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Making the Leap: Are You Ready to Be a Small Business Owner?

By Rieva Lesonsky

At some point in every creator’s life comes that “eureka moment”—the sudden realization your side gig could transform into a full-time business. Whether that inspiration is triggered by a flood of sales, new clients, or the universe simply whispering, “now’s the time”—before you declare you’re open for business, you first have to take care of business.

Here’s how to get started.

Decide on a legal structure

Creatives often start their businesses as sole proprietors (or partnerships if there’s more than one owner) because it’s the simplest and cheapest business formation. However, sole proprietorships offer few business tax breaks and no legal protection from business-related lawsuits.

While incorporating as a C Corp or a Limited Liability Company (LLC) (the most popular selection for small businesses) requires filing formation documents with the state and paying filing fees, it shields your personal assets from any business debts or lawsuits.

Resources: CorpNet; Legal Zoom

Separate business and personal finances

Mixing your personal and business finances can get you into legal trouble. For sole proprietors, since your business earnings are tied to your personal income, it’s crucial to keep different books to prove you’re actually a business to the Internal Revenue Service (IRS). If you’re a corporation, legally, you must keep separate finances.

Corporations need to have a business bank account. (Even if you’re not, it’s smart to have one.) First, you must get an Employer Identification Number (EIN) or Federal Tax ID number.

You should also use a different credit card for your business expenses. It’s hard for startups to get approved for a business credit card, so use a personal card exclusively for business charges. Then use an accounting program to keep track of your business activities.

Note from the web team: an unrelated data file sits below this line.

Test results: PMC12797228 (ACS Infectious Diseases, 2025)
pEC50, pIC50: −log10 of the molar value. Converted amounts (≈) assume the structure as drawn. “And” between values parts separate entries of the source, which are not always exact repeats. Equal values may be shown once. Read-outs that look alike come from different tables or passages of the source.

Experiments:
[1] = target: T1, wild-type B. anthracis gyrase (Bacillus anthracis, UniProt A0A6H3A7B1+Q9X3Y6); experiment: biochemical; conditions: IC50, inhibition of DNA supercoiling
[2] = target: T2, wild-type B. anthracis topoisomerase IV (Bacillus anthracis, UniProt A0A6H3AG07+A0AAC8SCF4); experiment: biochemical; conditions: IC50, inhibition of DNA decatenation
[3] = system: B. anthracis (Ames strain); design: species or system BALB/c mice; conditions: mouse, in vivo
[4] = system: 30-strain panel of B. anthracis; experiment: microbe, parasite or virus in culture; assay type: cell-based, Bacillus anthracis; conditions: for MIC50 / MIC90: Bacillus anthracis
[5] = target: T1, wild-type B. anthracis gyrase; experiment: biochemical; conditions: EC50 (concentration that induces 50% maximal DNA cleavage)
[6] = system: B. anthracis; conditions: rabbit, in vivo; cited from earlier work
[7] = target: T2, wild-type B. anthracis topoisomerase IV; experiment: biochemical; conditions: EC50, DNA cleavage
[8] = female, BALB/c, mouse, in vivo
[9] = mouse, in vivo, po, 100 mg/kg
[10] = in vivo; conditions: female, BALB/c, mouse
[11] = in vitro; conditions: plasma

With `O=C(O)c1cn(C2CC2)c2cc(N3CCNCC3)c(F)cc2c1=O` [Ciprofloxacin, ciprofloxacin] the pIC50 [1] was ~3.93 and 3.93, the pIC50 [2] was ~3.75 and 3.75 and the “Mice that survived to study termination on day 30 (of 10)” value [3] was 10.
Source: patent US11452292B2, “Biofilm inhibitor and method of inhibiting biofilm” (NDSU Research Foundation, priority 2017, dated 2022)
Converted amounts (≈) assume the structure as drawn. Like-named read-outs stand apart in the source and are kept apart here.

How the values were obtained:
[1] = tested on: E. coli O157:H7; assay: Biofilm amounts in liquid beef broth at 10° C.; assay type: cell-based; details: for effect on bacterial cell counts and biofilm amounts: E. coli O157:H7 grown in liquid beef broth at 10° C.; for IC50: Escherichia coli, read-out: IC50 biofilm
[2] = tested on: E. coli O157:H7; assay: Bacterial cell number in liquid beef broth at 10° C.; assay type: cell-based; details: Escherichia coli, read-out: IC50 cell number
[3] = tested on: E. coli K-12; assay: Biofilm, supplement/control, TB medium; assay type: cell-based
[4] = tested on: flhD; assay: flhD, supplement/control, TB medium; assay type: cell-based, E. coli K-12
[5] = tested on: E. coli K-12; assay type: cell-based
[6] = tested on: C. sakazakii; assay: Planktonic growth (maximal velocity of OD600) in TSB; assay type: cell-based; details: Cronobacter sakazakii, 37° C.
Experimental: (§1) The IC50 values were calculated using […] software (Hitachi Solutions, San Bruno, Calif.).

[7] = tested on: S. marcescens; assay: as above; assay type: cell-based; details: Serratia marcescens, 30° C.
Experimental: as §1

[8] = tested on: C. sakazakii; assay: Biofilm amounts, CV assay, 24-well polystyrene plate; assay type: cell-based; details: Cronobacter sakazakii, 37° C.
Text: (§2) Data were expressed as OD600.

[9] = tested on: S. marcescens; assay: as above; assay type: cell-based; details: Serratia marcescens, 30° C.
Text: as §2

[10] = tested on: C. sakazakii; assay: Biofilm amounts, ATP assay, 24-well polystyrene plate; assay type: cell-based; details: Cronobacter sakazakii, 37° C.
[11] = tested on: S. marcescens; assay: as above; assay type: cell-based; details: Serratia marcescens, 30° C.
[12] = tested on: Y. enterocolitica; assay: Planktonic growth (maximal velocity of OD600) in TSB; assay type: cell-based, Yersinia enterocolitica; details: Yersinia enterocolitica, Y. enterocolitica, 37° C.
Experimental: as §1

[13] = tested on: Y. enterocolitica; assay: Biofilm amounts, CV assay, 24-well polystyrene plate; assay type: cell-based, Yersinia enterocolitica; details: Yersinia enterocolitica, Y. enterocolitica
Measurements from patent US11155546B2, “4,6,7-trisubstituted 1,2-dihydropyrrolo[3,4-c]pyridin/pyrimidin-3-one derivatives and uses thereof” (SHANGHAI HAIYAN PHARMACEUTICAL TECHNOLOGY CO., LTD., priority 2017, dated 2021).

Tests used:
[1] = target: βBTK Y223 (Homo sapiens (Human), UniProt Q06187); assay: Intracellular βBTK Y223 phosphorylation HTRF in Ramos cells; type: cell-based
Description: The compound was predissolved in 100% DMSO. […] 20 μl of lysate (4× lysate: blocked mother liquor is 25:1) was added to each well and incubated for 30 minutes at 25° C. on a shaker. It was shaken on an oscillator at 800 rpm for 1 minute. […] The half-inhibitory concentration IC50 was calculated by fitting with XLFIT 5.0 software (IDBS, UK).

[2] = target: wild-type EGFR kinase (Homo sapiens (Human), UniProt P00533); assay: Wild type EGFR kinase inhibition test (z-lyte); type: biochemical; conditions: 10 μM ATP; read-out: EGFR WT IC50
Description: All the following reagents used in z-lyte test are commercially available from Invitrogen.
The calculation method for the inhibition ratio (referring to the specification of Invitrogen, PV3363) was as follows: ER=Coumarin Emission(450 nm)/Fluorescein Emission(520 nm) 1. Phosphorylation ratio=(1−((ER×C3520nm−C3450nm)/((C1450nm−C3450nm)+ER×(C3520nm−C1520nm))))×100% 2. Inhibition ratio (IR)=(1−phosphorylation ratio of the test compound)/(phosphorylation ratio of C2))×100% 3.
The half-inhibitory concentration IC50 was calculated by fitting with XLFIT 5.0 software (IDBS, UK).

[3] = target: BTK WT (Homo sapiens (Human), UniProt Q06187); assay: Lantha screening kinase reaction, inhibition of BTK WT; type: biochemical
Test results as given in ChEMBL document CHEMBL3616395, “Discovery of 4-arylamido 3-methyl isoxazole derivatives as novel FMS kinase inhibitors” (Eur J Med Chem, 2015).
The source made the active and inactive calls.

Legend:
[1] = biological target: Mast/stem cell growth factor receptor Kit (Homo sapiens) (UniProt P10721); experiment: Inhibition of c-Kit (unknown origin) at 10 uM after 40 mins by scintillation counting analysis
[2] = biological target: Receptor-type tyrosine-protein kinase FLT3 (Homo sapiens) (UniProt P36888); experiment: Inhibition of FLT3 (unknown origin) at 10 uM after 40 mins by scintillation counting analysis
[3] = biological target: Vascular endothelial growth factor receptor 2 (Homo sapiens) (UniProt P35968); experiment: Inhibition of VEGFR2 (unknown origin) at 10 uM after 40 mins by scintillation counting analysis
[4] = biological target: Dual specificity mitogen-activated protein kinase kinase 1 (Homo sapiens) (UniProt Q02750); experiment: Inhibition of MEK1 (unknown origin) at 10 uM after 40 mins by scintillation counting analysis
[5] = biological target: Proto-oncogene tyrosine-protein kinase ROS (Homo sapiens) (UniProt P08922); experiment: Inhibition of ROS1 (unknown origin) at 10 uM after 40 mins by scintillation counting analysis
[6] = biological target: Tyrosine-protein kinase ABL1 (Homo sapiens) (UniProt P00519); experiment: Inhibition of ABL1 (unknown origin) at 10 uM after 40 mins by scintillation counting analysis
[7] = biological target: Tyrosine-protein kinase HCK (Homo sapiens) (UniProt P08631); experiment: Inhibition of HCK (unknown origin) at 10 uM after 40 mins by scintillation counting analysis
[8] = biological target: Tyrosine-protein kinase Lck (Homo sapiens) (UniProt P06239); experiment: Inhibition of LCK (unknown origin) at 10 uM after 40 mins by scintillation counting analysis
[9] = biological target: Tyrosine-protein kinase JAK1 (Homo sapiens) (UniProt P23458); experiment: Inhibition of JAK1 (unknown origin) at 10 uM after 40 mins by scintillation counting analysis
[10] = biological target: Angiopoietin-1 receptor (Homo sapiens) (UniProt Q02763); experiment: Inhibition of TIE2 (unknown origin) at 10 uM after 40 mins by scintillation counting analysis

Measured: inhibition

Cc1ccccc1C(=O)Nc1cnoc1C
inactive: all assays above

Resources: QuickBooks Online; Zoho Books

Protect your assets

As a creator, you know it’s important to protect your work from infringement. The U.S. Patent Office (USPTO) offers creators three kinds of intellectual property protection.

  • Trademarks. A trademark can be any word, phrase, symbol, design, or combination that identifies your goods or services—for example, your company’s name and logo.

  • Copyrights. A copyright is a form of protection for the authors of “original works of authorship” in any medium of creative expression (words, numbers, notes, sounds, pictures, or other graphic or symbolic media).

  • Patents. A patent grants an inventor exclusive rights to “exclude all others from making, using, offering for sale, or selling” the property.

The other stuff

It used to be essential for startups to write business plans. Today, not so much. But you may need to:

· Calculate your startup costs.

· Get a business license.

· Check zoning laws.

· Define your vision.

· Create a competitive analysis.

· Develop a marketing plan.

Going from running a side gig to a small business owner takes time, patience, and hard work. Making that leap also takes courage. But as the legendary Walt Disney said, “All our dreams can come true if we have the courage to pursue them.”

Rieva Lesonsky is president and CEO of two companies that focus on small business and entrepreneurship—GrowBiz Media and She’s a nationally-known speaker, best-selling author, award-winning journalist, and authority on entrepreneurship who has covered the industry for more than 40 years. Before starting GrowBiz Media, she was the long-time editorial director of Entrepreneur magazine. Lesonsky has written several books about small business, including the best-selling Start Your Own Business, and Small Business Hacks: 100 Shortcuts to Success.

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